when the tolling of the convent bell 
made him start up^ and proceed to 
the casement which commanded a view 
af its grey walls. 

Light gleamed momentarily from 
many of the casements^ and his eye 
caugh tthe forms of the nuns proceeding 
hastily past them. Soon the bell ceased^ 
and all wa» silent. 

The monk then returned to his 
couch ruminating on the probable 
cause of the disturbance in the con- 
\eat, which at length he attributed 

to 

; L 3 



282 

to it» right source, namely, the ap. 
pearaoce of the uun whom he had 
rescued from the grave. 

The ahbot of Santa Catherkia, dis- 
turbed by the bell at that unusual 
hour, arose, and throwing on his gar- 
ments proceeded to the parlour of the 
conyent, where he saw the venerable 
abbess, who related to him the won- 
derful event that had taken place res* 
pecting sister Marianne, who, after she 
had been interred in the cemetery, had 
returned again to a mortal existence.* 

-'^ deep and inexplicable mystery^ 
seemed to attend the transaction ; the 
nun was also mysterious in her an- 
swers. 



223. 

swers^ aiid it appearedv necessary that 
the abbot should exert his authority 
in order to make her declare how 
she had effected her escape from the 
grave, from which she had emerged 
without assistance. 



Such was the relation which Ber- 
nardo heard among the fathers of San- 
ta Catherina. Greatly did he tremble 
le$t the nun should not pay a strict, 
observance to her oath. 



]$ut when he beard that she had 
confessed that she was bound by a 
solemn promise not to disclose the 
maimer of hei* regaining her liberty 

from 
L 4 



224 • 

from the grave^ .and that the abbot 
had sent to the Pope for authority to 
absolve her from that oath^ his 
bosom then became the seat of a thoii* 

# 

sand fears lest it should be discovered 
that he had dared to seek an entrance 
within the forbidden walls of the 

i 

convent. 

The rules of the monastery were 
particularly severe with respect to 
women, who were excluded from at- 
tending divine service in the chapel; ' 
except on the celebration of -the fes- 
tival of the Santa Catherina, which took 
place but twice in a century. As that 
period was now near at hand, many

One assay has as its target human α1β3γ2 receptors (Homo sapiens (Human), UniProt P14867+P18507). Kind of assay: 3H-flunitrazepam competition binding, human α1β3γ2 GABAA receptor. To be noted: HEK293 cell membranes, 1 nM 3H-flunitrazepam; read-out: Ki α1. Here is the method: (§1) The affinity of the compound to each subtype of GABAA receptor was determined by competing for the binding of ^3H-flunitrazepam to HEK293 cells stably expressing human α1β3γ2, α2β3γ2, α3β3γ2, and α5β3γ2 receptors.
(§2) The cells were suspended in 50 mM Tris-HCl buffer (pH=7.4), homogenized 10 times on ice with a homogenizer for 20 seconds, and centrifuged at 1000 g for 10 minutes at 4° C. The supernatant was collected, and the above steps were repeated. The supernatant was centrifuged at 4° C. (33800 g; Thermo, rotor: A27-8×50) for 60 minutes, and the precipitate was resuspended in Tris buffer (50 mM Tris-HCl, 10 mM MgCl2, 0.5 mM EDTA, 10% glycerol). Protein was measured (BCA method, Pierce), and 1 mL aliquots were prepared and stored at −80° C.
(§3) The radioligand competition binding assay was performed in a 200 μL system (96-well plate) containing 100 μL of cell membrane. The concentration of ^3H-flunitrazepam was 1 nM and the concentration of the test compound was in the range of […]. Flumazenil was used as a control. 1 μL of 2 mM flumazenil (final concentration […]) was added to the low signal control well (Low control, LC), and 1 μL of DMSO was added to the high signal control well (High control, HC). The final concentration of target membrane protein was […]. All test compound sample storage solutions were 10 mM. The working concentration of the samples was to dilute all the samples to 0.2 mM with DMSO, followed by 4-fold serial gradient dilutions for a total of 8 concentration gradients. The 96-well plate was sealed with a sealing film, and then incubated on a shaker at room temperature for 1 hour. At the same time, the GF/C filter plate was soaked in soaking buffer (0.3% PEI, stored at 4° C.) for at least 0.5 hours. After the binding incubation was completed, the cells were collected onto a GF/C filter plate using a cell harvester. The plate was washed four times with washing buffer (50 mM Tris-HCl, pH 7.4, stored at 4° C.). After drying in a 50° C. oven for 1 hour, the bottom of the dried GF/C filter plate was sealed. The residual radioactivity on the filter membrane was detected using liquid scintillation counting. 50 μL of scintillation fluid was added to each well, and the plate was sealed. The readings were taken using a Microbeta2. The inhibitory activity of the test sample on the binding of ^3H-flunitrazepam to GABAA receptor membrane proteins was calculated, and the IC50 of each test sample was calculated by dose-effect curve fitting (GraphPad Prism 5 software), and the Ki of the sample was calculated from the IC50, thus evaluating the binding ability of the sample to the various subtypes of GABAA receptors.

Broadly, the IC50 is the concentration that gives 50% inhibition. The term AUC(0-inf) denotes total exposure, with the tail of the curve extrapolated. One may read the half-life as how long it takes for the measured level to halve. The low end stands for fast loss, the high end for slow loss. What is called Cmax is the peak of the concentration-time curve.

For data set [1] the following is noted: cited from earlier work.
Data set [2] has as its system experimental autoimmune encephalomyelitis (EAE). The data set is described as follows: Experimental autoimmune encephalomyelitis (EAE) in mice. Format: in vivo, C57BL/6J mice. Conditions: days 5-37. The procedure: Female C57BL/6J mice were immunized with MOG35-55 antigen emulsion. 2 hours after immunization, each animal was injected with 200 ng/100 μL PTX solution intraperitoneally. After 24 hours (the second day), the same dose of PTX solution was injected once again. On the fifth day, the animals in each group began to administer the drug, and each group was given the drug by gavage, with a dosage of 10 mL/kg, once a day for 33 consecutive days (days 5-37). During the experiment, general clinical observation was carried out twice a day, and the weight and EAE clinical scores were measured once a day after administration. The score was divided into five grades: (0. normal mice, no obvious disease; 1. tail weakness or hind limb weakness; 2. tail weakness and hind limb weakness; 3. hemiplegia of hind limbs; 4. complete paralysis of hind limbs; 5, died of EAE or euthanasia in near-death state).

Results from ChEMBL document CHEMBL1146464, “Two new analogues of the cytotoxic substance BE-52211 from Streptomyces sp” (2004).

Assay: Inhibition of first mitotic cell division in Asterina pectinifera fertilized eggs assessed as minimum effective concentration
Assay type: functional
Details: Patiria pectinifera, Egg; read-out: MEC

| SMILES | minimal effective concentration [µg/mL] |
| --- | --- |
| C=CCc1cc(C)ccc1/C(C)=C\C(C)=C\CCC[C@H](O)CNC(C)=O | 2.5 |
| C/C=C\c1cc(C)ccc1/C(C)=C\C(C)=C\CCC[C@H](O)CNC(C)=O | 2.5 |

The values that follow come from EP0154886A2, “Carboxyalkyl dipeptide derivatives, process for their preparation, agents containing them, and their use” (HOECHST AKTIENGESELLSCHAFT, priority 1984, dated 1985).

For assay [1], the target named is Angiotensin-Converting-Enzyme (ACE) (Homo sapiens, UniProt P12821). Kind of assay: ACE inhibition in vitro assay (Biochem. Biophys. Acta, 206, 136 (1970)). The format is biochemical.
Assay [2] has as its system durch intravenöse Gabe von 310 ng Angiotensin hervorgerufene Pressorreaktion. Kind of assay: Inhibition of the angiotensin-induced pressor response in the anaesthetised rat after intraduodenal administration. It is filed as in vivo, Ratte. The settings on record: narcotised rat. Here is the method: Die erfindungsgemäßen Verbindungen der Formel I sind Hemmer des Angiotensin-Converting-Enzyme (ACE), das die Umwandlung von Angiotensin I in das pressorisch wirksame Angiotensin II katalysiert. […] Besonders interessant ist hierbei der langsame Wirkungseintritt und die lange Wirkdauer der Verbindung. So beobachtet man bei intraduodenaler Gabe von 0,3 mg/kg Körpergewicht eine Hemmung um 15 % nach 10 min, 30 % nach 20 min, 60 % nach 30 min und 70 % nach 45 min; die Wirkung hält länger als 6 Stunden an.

of those monks who had been placed 

there 



225 

there from their infartcjr, and which 
was the case with the Padre Bernardo^ 
had not seen the face of a wonian> 
the forms of the nuns of the convent^ 
with their long black veil seen through 
the chapel screen^ was all they had to 
form their ideas from respecting that 
fascinating sex. But the monk Ber- 
nardo in the conversation of the Padre 
Pietro was made acquainted with what 
happy had it been for his soul he had 
; never known. His passions were rouzed 
by the ill-judged relations of Pietro^ 
and daily and nightly « did he gaze 
aHd sigh at the inanimate representatioa 
of the tutelary Saint of the monastery^ 
38 the reader has already seen in the 
first pages of these records. 

L 5 



22$ 

The^Boul of the mook chilled wkh 
fear irhcB he reflected on the doiigec 
he ran of hekig .disovered in his nee* 
tunil attempt to ei^i the canTeat. 
Ill ar few days the mesaai^r would 
retom; from Rome with the neeessai^ 
indulgence from the Pej>^. to absolve 
the nun firom all guilt in divulging 
the cireumstancefr she had swosn to 
conceaL 

fie was= fearfukof putting hi« design, 
in practice the xianX ni^ht^ which be* 
passed in his oell in a state of agitar 
turn which deprived him of rest. Of- 
ten was he going to invoke the pre- 
sence of the Demon^ hut as often was 
he deterred by the feeble voice of vir- 
tue. 



2»r 

tae, which in some small degree res- 
trained him in his rapid advances to, 
vice. 



In the midst of these meditations the 
passing bell of the Convent tolled. All 
the monks were roused from their pal- 
lets^ and attended in the chapel to pray 
for the repose of the departing soul. 

High was^ raised the soft harmonious 
melody of the nuns*; mixed with the 
deep voices of .the monks^ the sounds 
floated along the vaulted roof; and 
borne on th^ breeze of niPit^ ascended 
toward the hei^vens. 

Soon the ceasing of the bell told 

L 6 the 



228 
the disolution of tbe frail mortal whose 

■ 

80ul was now winging its rapid fliglit 
throught the vas^ aerial space toward 
the dreadful tribunal^ to give an ac- 
count of the offences it- committed 
while it animated its mortal coil. 

Slowly the monks left the chapel. 
Bernardo spoke not to anj of the fa- 
ijieTSy but wrapt in gloon^y meditations^ 
retired to his cell. 

A heavy slumher stole on his eye- 
lids ; when the dreadful visions of the 
night clusteffd around him, and aj[)- 
peared to his wakeful imagination. 

He thought he heheld a woman^ 

fairer 



229 

fairer, if possible, than any of the ra- 
diant groups which the Santa Cathe- 
rina had displayed to his i^iew ; eagerly 
he ran toward her> when' suddenly the 
earth yawned between them; he now 
thought he saw the Demon advancing 
toward him^ who at his request made 
the earth unite. In ecstacies of delight 
he conducted the fair io the yerdant 
banks of a rivulet^ where they sat down 
on the grassy slope beneath the shade of 
a wide spreading larch . He then thought 
he drew near to embrai^e her; his arms 
encircled her lovely waist ; when sudden- 
ly the beauteous fornAtded to his view> 
the flesh deserted the bones^ and a hide- 
ous skull was before him. Forth from 
the eye-less sockets rushed two snakes^ 

who 



UQ 

who instantly twined around his $bud-- 
dering limbs their scaly folds ; hastily 
be dropped the loathsome sLelet^n> the. 
bones ratUed as they feU to the 
ground. 

The &C€^ of Nature^ so besiutiful 
before^ now suddenly changed; the. 
verdant bank^ the shady tree^ the 
sparkling rivulet vanished^ and Ber- 
nardo thought himself on a huge ridge 
of aspiring Etna. On one side he saw 
a dreadful abyss^ ^n. the other he beheld 
the fiery bdwds of the mountain cast- 
ing forth Yolume4K flames and smoke. 
He dared notmove^ for he conceived